Sometimes, when coming from a family that’s had to work hard for everything they have, people become bitter and doubtful about life. Luckily, this hasn’t happened to me just yet. My name is Jenece Reyes and I am currently a senior in high school. I come from a fairly large (and confusing) family. We’re not totally “poor” but we are definately “low income” (I don’t mind the label since it means I can get free lunch and fee waivers). I’ve always had a passion for learning languages and was ecstatic when I learned that a group of students in my school would be traveling to France. The excitement lasted a while…then I realized that no matter how excited I was or how many hours I worked getting payed a little over minimum wage at McDonald’s I wouldn’t be able to afford the trip alone. I was tempted to just dismiss the entire idea of traveling, but there was a little part of me (the part that’s often causes me to be labeled childish) that thought maybe I would be able to fundraise the money. I wourked and saved just about every penny I could and wrote letters to community members asking for donations until eventually I had raised enough to pay for the trip(I know, I sound like a charity case, but it was worth it).
Since it was a student exchange, Sarah, my correspondent came to Binghamton to visit me first. My French teacher advised us to cook “America” meals and do “American” things, so i definately learned about what “American” things were being that my parents are both from the Dominican Republic. I had a blast with Sarah and the other students here in America, but nothing compares to the fun I had in France.
Sarah lives in Marseille so I stayed right by the port for a few days. The water was such a beautiful blue that I just wanted to jump right in (unfortunately, I couldn’t because it rained on the one day we were supposed to go swimming). Everywhere I went I would try to speak to the people in French. I think they automatically realized I was a tourist since my “Bonjour” sounded more like “bone-your”, but they were nice overall. I also stayed with another girl, Marriane, who lived in the smallest town I’ve ever been in. You could honestly walk around it in less than an hour. Her family was so kind. They were totally accepting when my mother would call every night during dinnertime (since she didnt ever seem to realize the time difference) to speak to me. They also learned to just laugh whenever we would all sit down to eat and I would pull out my digital camera and ask them to pose for a picture at the table. I had the honor of going to Versaille and seeing all the beautiful art. I walked up the stairs of Notre Dame. I nearly cried walking back down since the stairs seemed endless and I couldn’t see the light at the end, but it was definately a great feeling to walk in the church that so many Christians admired.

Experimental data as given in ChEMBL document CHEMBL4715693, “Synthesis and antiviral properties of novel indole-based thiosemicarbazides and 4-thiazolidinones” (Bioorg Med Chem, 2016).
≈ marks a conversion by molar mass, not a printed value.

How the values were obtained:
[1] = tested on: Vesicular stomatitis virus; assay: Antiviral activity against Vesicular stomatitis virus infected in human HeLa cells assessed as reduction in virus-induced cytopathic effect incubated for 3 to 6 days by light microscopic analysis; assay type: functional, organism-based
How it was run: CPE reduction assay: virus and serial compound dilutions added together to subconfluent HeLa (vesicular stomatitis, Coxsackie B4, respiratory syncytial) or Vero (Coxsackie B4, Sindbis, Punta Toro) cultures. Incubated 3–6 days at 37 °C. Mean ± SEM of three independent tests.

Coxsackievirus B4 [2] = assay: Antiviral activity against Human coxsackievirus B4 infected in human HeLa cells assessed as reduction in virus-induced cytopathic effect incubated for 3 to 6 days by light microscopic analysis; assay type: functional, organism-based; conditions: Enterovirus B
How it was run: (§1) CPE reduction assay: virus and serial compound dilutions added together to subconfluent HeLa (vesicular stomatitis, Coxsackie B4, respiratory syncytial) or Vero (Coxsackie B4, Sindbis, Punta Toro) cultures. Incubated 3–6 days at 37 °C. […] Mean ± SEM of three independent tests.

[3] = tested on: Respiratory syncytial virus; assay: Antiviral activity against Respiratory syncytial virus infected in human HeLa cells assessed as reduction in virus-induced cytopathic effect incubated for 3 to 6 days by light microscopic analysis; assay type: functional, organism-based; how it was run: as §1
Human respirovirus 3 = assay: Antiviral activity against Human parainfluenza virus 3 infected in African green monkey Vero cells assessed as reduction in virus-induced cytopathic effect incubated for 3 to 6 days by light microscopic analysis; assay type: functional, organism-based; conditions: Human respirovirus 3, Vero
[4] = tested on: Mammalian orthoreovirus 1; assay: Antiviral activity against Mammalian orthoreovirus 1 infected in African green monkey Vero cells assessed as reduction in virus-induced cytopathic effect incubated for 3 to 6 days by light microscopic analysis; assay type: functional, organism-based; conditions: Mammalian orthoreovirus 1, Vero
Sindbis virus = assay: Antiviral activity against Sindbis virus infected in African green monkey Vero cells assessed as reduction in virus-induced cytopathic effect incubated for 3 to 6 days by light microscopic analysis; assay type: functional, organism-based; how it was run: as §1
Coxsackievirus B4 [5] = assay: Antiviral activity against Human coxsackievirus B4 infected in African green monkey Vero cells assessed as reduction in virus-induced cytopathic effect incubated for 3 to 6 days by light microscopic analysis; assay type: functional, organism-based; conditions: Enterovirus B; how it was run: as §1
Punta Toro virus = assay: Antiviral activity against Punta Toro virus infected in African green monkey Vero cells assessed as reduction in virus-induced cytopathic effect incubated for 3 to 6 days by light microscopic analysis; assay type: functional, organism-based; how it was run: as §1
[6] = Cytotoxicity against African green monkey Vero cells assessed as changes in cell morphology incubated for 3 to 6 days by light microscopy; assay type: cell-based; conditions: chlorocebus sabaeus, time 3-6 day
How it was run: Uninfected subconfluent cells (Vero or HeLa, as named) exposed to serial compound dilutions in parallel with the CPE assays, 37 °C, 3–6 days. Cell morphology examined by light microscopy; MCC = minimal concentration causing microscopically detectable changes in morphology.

My definate favorite single moment had to have been dinner in the Eiffle Tower. We ate at the restaurant on the second story. I couldn’t stop stairing out of the window in amazement. I couldn’t believe that I was really in Paris. Miss “low-income” was able to do something some people can only dream of. I know that I will never forget the experience. I also know that no matter what words I choose, I will not be able to describe the beauty of the country or be able to express how awesome it felt to be surrounded by a totally new group of people with a totally different cultuer who wanted me there. I plan to go back in the future, but regardless of what the future holds for me, the memory of visiting France and being treated like I was a valued guest will always live inside of me.
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